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Names are important to preschool teachers as they learn about a child and hopefully begin a ministry with the child and the child’s family. One preschool teacher recalled a summer when she heard some teachers talk about a girl in another room at church. The things she heard prompted her to ask, “What abut Nancy?”

The teacher was anxious to know more about a child that was being labeled as impossible, out-of-control, and a “demon.” When the teacher heard these descriptions, she discovered that they were talking about a 5-year-old girl, not an older child with weapons! The teacher was saddened when she heard that the child had been told not to come back to church until her behavior changed.

“Tell me about Nancy,” the teacher said. She was told, “Just wait, she will be in your room after promotion time.” Those words echoed in the teacher’s mind and she remembered thinking, I want to know Nancy. I want her in my room.

As she waited for promotion time, she began to think about ways she could know more about Nancy. She knew that Nancy would be welcome in her Sunday School room and considered how she might help Nancy. She could enlist another teacher who would focus on helping Nancy adjust to her new Sunday School room after promotion. She considered asking someone else to be the department director, so she could be that teacher for Nancy. She contacted a senior adult “saint” in her church and requested that she join her in praying for Nancy and her family. The friend encouraged the teacher to continue with her plans to help Nancy.

The teacher already had a relationship with Nancy’s family because she had taught her brother the year before. As the weeks passed, the teacher kept in touch with Nancy’s grandmother because she had two other grandchildren in her room. She visited her in the hospital after surgery. At this time she learned some specific things about Nancy that helped her understand that what had happened before Nancy’s birth could have an affect on her behavior. She also learned that Nancy’s mother had rejected her and left her in the care of her grandmother.

On promotion Sunday, one of the bus workers at church brought several children to the teacher’s room. The bus worker explained that some of the children would be going to another room and said, “I thought you would want Nancy.” The teacher said, “I would love to have Nancy.” She watched as the shy little girl stepped behind the bus worker, took her hand, and entered the room with her. She had prayed for the child for two months, and now the time had come to welcome Nancy to the kindergarten Sunday School class.

The teacher followed through with an idea that she hoped would help Nancy, not just in Sunday School but in her kindergarten classroom in school. She made some inquiries to locate the teacher where Nancy was enrolled in kindergarten. She explained to the school teacher that Nancy was one of her pupils in Sunday School and that she knew other children in her family. She told the teacher that she would only have Nancy one hour a week but that Nancy would be in her school classroom five days a week. She told the school teacher that she would pray for her and would like to keep in touch with her during the year. The teachers exchanged e-mail addresses. The teacher quickly learned and was grateful to know that the school teacher was a Christian and welcomed the connection.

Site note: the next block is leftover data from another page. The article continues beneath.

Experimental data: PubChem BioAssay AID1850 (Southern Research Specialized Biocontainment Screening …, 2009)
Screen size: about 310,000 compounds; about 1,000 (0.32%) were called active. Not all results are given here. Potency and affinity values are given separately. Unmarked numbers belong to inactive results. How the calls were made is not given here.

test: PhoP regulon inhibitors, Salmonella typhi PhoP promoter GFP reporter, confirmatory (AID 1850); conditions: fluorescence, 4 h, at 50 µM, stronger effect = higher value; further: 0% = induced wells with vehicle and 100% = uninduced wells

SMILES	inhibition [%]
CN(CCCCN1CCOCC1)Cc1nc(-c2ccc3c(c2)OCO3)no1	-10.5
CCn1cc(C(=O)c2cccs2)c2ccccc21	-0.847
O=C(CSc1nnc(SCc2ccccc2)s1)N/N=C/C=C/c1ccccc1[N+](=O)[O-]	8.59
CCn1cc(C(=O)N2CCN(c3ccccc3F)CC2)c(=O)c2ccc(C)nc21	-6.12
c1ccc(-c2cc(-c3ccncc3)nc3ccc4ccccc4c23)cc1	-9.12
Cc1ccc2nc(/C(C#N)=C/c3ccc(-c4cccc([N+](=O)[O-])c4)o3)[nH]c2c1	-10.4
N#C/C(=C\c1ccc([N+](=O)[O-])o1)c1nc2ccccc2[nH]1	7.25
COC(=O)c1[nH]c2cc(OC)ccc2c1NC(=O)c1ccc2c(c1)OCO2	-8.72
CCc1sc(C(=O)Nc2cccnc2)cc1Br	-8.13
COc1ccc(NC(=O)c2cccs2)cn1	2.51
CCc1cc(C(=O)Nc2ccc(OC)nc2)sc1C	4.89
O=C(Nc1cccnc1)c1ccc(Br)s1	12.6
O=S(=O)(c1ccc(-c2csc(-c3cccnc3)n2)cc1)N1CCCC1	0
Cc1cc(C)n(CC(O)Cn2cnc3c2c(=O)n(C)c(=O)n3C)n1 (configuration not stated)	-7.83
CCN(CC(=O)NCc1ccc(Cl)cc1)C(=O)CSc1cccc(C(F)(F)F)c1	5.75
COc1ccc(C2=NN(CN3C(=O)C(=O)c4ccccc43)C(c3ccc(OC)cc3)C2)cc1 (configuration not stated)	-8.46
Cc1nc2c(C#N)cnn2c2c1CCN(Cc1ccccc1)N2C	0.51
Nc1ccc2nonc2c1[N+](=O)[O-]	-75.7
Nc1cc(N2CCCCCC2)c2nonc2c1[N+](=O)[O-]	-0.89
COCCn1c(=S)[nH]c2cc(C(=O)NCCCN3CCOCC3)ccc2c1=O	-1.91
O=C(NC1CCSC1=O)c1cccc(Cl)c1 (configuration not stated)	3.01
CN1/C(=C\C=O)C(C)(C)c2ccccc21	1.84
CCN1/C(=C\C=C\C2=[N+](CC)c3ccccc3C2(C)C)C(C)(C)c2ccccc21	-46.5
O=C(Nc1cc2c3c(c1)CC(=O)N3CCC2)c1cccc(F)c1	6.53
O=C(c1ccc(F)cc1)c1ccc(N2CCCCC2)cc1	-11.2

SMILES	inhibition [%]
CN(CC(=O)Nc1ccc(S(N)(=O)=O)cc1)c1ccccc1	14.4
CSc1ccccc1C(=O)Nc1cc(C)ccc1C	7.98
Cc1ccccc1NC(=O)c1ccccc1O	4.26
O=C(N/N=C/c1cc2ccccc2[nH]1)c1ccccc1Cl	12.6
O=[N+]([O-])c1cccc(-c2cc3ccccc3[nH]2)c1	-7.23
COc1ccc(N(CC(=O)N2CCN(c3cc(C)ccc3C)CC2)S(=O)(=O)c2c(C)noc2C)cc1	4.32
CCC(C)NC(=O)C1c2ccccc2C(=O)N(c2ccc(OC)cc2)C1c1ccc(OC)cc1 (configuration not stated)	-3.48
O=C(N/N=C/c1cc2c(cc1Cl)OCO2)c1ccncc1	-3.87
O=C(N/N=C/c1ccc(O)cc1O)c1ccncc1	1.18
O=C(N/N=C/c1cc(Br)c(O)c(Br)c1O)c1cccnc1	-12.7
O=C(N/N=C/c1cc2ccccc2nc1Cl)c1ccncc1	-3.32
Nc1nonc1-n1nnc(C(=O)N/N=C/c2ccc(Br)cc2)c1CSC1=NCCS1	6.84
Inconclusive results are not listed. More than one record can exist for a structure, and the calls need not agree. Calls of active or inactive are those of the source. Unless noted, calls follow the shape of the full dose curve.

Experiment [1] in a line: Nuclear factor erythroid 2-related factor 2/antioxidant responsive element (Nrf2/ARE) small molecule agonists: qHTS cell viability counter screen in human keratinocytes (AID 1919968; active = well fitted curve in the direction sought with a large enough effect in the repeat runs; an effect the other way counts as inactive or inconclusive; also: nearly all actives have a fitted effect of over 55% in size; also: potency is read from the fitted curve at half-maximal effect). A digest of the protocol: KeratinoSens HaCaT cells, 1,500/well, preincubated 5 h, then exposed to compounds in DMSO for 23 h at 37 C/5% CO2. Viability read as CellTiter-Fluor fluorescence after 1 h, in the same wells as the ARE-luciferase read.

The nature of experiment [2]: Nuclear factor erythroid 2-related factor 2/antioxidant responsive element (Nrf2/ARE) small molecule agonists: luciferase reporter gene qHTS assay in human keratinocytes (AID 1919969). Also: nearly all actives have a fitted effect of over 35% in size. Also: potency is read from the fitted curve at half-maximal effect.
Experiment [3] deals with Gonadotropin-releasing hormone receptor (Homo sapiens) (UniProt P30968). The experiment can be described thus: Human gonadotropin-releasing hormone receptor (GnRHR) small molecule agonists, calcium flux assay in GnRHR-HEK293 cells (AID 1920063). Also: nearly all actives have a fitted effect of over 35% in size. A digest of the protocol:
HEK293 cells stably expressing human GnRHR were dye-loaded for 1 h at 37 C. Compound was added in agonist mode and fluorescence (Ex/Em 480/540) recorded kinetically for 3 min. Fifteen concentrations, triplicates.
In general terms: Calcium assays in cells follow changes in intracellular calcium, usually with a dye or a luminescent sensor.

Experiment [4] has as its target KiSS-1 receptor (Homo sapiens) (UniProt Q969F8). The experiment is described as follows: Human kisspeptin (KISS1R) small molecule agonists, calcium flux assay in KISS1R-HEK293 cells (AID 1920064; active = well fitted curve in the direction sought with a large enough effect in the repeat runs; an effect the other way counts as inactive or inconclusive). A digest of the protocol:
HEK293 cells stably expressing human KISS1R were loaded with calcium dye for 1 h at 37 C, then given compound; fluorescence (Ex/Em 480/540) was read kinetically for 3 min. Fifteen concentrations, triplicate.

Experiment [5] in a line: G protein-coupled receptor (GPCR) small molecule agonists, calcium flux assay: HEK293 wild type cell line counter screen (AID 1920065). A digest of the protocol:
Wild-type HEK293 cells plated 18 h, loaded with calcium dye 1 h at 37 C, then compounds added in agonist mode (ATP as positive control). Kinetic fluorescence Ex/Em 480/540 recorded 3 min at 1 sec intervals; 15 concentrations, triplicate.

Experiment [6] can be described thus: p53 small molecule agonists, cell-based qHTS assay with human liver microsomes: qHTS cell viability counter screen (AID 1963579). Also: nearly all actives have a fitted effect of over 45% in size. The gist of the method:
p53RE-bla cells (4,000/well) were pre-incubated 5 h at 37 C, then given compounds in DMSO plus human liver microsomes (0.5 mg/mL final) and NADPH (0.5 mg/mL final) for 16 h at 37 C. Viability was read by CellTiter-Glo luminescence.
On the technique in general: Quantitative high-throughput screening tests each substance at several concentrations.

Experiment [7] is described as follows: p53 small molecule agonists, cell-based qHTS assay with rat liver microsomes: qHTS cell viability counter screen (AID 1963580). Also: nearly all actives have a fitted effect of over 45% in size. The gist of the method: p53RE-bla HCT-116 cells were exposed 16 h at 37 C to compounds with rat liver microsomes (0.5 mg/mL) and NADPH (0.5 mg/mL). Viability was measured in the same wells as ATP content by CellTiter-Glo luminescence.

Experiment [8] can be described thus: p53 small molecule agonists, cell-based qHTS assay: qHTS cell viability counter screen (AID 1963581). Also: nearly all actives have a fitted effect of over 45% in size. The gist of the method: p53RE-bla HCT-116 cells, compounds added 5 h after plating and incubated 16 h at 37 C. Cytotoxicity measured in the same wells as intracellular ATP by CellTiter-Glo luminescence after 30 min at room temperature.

In the meantime, the teacher and other teachers in their room at church observed Nancy during Sunday School. The teacher saw none of the behavior that had been described to her. There was no need for an “extra” teacher because Nancy was involved in activities and in group time with no labels and no warnings about her behavior. Unconditional love was waiting for Nancy and was demonstrated to her at the first encounter. They thought, “Surely this cannot be the same child we heard about in the summer.”

The relationship with the school teacher continued. She visited the school to eat lunch with Nancy and meet her teacher. She e-mailed the teacher to tell about happy times with Nancy in Sunday School. The teacher kept in touch about Nancy in the school classroom. She told the Sunday School teacher that she had talked to her principal about the connection because she wanted him to know about Nancy. The school teacher said, “He is a believer, too.”

The teacher decided to tell about her experience because she knows the difference that one can make in the life of a child. Ask the teacher today, “What about Nancy?” and she would talk about seeing her family attend a special program at church, asking a youth teacher to contact Nancy’s older sister about coming to Sunday School, and sharing a prayer request from Nancy’s grandfather. She would describe Nancy as a precious child she taught for a year but would remember in the years ahead.

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